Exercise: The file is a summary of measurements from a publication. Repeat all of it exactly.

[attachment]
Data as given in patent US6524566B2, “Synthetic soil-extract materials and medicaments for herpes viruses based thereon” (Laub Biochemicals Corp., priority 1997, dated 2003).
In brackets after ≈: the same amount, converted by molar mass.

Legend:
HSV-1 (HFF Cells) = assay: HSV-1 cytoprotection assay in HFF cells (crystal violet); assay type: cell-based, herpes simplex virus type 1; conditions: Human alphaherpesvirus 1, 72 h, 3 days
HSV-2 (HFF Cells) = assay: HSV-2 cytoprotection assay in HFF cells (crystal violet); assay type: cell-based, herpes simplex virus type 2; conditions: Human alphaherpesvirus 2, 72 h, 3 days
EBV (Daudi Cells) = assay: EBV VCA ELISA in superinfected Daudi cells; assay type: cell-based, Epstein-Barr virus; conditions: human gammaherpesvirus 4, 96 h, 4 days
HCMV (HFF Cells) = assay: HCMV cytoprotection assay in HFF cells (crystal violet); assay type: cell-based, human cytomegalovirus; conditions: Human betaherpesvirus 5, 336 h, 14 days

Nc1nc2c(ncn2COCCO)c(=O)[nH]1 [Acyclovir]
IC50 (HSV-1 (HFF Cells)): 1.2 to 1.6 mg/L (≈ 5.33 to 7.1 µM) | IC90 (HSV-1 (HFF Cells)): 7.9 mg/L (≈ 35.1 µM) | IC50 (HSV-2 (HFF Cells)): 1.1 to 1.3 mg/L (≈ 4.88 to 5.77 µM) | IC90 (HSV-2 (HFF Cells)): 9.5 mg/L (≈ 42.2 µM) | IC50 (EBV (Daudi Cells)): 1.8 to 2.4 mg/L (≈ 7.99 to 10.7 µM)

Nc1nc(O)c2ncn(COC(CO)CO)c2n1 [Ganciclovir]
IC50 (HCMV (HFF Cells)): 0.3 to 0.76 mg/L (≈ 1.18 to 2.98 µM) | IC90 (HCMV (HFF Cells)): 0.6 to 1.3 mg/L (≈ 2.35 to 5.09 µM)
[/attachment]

Data as given in patent US6524566B2, “Synthetic soil-extract materials and medicaments for herpes viruses based thereon” (Laub Biochemicals Corp., priority 1997, dated 2003).
In brackets after ≈: the same amount, converted by molar mass.

Legend:
HSV-1 (HFF Cells) = assay: HSV-1 cytoprotection assay in HFF cells (crystal violet); assay type: cell-based, herpes simplex virus type 1; conditions: Human alphaherpesvirus 1, 72 h, 3 days
HSV-2 (HFF Cells) = assay: HSV-2 cytoprotection assay in HFF cells (crystal violet); assay type: cell-based, herpes simplex virus type 2; conditions: Human alphaherpesvirus 2, 72 h, 3 days
EBV (Daudi Cells) = assay: EBV VCA ELISA in superinfected Daudi cells; assay type: cell-based, Epstein-Barr virus; conditions: human gammaherpesvirus 4, 96 h, 4 days
HCMV (HFF Cells) = assay: HCMV cytoprotection assay in HFF cells (crystal violet); assay type: cell-based, human cytomegalovirus; conditions: Human betaherpesvirus 5, 336 h, 14 days

Nc1nc2c(ncn2COCCO)c(=O)[nH]1 [Acyclovir]
IC50 (HSV-1 (HFF Cells)): 1.2 to 1.6 mg/L (≈ 5.33 to 7.1 µM) | IC90 (HSV-1 (HFF Cells)): 7.9 mg/L (≈ 35.1 µM) | IC50 (HSV-2 (HFF Cells)): 1.1 to 1.3 mg/L (≈ 4.88 to 5.77 µM) | IC90 (HSV-2 (HFF Cells)): 9.5 mg/L (≈ 42.2 µM) | IC50 (EBV (Daudi Cells)): 1.8 to 2.4 mg/L (≈ 7.99 to 10.7 µM)

Nc1nc(O)c2ncn(COC(CO)CO)c2n1 [Ganciclovir]
IC50 (HCMV (HFF Cells)): 0.3 to 0.76 mg/L (≈ 1.18 to 2.98 µM) | IC90 (HCMV (HFF Cells)): 0.6 to 1.3 mg/L (≈ 2.35 to 5.09 µM)